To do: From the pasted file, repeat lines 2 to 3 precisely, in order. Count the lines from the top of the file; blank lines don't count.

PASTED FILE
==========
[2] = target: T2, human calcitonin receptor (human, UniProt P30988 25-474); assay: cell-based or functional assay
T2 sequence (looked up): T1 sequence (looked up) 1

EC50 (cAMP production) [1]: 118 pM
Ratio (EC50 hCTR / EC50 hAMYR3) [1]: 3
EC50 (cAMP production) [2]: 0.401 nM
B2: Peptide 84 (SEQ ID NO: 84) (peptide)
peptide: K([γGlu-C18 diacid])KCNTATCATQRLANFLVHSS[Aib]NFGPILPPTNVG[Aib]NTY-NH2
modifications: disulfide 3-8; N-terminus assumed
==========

T2 sequence (looked up): T1 sequence (looked up) 1

EC50 (cAMP production) [1]: 118 pM